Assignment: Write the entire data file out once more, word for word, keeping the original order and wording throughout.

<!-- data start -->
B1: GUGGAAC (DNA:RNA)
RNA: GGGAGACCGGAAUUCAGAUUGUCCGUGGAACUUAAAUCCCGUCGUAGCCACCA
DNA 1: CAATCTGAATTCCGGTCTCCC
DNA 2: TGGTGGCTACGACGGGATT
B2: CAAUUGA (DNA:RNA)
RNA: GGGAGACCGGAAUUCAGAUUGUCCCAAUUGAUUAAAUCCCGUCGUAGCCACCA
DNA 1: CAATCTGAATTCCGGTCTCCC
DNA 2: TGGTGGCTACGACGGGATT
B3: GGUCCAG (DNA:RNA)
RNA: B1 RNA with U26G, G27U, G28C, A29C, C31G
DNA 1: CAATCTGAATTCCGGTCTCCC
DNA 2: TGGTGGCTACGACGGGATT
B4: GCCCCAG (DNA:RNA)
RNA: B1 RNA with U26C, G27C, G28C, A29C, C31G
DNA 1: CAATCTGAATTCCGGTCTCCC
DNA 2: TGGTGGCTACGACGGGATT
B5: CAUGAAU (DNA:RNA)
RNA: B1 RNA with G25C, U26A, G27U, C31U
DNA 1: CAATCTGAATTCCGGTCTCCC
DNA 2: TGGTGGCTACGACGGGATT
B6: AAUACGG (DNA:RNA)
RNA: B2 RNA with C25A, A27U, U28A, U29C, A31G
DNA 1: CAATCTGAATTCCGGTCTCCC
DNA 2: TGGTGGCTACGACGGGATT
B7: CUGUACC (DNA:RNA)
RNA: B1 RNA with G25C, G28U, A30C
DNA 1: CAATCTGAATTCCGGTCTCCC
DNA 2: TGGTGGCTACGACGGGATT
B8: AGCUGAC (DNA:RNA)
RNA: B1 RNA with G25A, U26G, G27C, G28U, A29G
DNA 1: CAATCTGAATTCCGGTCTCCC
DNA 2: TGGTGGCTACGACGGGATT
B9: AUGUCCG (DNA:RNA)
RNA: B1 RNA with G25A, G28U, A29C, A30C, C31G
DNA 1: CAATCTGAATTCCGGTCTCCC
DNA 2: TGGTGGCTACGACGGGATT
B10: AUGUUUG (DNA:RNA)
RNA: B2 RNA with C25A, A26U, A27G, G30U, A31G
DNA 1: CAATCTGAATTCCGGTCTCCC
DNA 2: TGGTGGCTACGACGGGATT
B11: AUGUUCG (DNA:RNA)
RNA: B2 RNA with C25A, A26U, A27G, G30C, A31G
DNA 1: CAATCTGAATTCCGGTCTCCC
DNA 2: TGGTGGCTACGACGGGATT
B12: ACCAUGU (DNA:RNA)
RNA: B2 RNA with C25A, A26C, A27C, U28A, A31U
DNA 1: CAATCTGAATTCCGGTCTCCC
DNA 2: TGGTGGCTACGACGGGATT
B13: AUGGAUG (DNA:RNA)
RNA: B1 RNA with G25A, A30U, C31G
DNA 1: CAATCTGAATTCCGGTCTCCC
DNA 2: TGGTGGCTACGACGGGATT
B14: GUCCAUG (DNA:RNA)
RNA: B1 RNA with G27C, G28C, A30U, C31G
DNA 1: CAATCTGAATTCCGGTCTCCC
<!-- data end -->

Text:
B1: GUGGAAC (DNA:RNA)
RNA: GGGAGACCGGAAUUCAGAUUGUCCGUGGAACUUAAAUCCCGUCGUAGCCACCA
DNA 1: CAATCTGAATTCCGGTCTCCC
DNA 2: TGGTGGCTACGACGGGATT
B2: CAAUUGA (DNA:RNA)
RNA: GGGAGACCGGAAUUCAGAUUGUCCCAAUUGAUUAAAUCCCGUCGUAGCCACCA
DNA 1: CAATCTGAATTCCGGTCTCCC
DNA 2: TGGTGGCTACGACGGGATT
B3: GGUCCAG (DNA:RNA)
RNA: B1 RNA with U26G, G27U, G28C, A29C, C31G
DNA 1: CAATCTGAATTCCGGTCTCCC
DNA 2: TGGTGGCTACGACGGGATT
B4: GCCCCAG (DNA:RNA)
RNA: B1 RNA with U26C, G27C, G28C, A29C, C31G
DNA 1: CAATCTGAATTCCGGTCTCCC
DNA 2: TGGTGGCTACGACGGGATT
B5: CAUGAAU (DNA:RNA)
RNA: B1 RNA with G25C, U26A, G27U, C31U
DNA 1: CAATCTGAATTCCGGTCTCCC
DNA 2: TGGTGGCTACGACGGGATT
B6: AAUACGG (DNA:RNA)
RNA: B2 RNA with C25A, A27U, U28A, U29C, A31G
DNA 1: CAATCTGAATTCCGGTCTCCC
DNA 2: TGGTGGCTACGACGGGATT
B7: CUGUACC (DNA:RNA)
RNA: B1 RNA with G25C, G28U, A30C
DNA 1: CAATCTGAATTCCGGTCTCCC
DNA 2: TGGTGGCTACGACGGGATT
B8: AGCUGAC (DNA:RNA)
RNA: B1 RNA with G25A, U26G, G27C, G28U, A29G
DNA 1: CAATCTGAATTCCGGTCTCCC
DNA 2: TGGTGGCTACGACGGGATT
B9: AUGUCCG (DNA:RNA)
RNA: B1 RNA with G25A, G28U, A29C, A30C, C31G
DNA 1: CAATCTGAATTCCGGTCTCCC
DNA 2: TGGTGGCTACGACGGGATT
B10: AUGUUUG (DNA:RNA)
RNA: B2 RNA with C25A, A26U, A27G, G30U, A31G
DNA 1: CAATCTGAATTCCGGTCTCCC
DNA 2: TGGTGGCTACGACGGGATT
B11: AUGUUCG (DNA:RNA)
RNA: B2 RNA with C25A, A26U, A27G, G30C, A31G
DNA 1: CAATCTGAATTCCGGTCTCCC
DNA 2: TGGTGGCTACGACGGGATT
B12: ACCAUGU (DNA:RNA)
RNA: B2 RNA with C25A, A26C, A27C, U28A, A31U
DNA 1: CAATCTGAATTCCGGTCTCCC
DNA 2: TGGTGGCTACGACGGGATT
B13: AUGGAUG (DNA:RNA)
RNA: B1 RNA with G25A, A30U, C31G
DNA 1: CAATCTGAATTCCGGTCTCCC
DNA 2: TGGTGGCTACGACGGGATT
B14: GUCCAUG (DNA:RNA)
RNA: B1 RNA with G27C, G28C, A30U, C31G
DNA 1: CAATCTGAATTCCGGTCTCCC